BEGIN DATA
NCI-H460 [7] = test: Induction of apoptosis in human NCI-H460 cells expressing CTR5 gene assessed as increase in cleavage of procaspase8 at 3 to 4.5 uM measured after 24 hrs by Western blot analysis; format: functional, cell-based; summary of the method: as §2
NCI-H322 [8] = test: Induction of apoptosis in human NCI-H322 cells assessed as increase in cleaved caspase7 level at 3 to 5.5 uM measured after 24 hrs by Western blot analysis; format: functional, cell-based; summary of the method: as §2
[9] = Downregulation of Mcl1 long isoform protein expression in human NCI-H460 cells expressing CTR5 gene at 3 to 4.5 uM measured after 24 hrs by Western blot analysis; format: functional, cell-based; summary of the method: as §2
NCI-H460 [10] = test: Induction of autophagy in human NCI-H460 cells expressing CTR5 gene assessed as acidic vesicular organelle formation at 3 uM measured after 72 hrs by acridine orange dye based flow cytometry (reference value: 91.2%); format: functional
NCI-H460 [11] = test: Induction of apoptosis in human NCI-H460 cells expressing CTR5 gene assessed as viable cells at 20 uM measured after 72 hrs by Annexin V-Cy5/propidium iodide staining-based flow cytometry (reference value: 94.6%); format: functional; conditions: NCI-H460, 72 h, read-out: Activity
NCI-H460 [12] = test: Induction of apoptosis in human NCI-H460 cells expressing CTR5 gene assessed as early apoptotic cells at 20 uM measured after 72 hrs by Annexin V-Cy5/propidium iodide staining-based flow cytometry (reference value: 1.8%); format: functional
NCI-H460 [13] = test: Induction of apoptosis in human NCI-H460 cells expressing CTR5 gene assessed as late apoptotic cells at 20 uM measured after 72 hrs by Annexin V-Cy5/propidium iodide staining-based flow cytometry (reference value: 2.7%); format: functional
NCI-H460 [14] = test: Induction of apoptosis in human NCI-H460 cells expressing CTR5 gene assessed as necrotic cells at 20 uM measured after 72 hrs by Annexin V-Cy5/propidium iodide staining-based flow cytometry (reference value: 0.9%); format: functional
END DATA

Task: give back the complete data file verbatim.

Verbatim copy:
NCI-H460 [7] = test: Induction of apoptosis in human NCI-H460 cells expressing CTR5 gene assessed as increase in cleavage of procaspase8 at 3 to 4.5 uM measured after 24 hrs by Western blot analysis; format: functional, cell-based; summary of the method: as §2
NCI-H322 [8] = test: Induction of apoptosis in human NCI-H322 cells assessed as increase in cleaved caspase7 level at 3 to 5.5 uM measured after 24 hrs by Western blot analysis; format: functional, cell-based; summary of the method: as §2
[9] = Downregulation of Mcl1 long isoform protein expression in human NCI-H460 cells expressing CTR5 gene at 3 to 4.5 uM measured after 24 hrs by Western blot analysis; format: functional, cell-based; summary of the method: as §2
NCI-H460 [10] = test: Induction of autophagy in human NCI-H460 cells expressing CTR5 gene assessed as acidic vesicular organelle formation at 3 uM measured after 72 hrs by acridine orange dye based flow cytometry (reference value: 91.2%); format: functional
NCI-H460 [11] = test: Induction of apoptosis in human NCI-H460 cells expressing CTR5 gene assessed as viable cells at 20 uM measured after 72 hrs by Annexin V-Cy5/propidium iodide staining-based flow cytometry (reference value: 94.6%); format: functional; conditions: NCI-H460, 72 h, read-out: Activity
NCI-H460 [12] = test: Induction of apoptosis in human NCI-H460 cells expressing CTR5 gene assessed as early apoptotic cells at 20 uM measured after 72 hrs by Annexin V-Cy5/propidium iodide staining-based flow cytometry (reference value: 1.8%); format: functional
NCI-H460 [13] = test: Induction of apoptosis in human NCI-H460 cells expressing CTR5 gene assessed as late apoptotic cells at 20 uM measured after 72 hrs by Annexin V-Cy5/propidium iodide staining-based flow cytometry (reference value: 2.7%); format: functional
NCI-H460 [14] = test: Induction of apoptosis in human NCI-H460 cells expressing CTR5 gene assessed as necrotic cells at 20 uM measured after 72 hrs by Annexin V-Cy5/propidium iodide staining-based flow cytometry (reference value: 0.9%); format: functional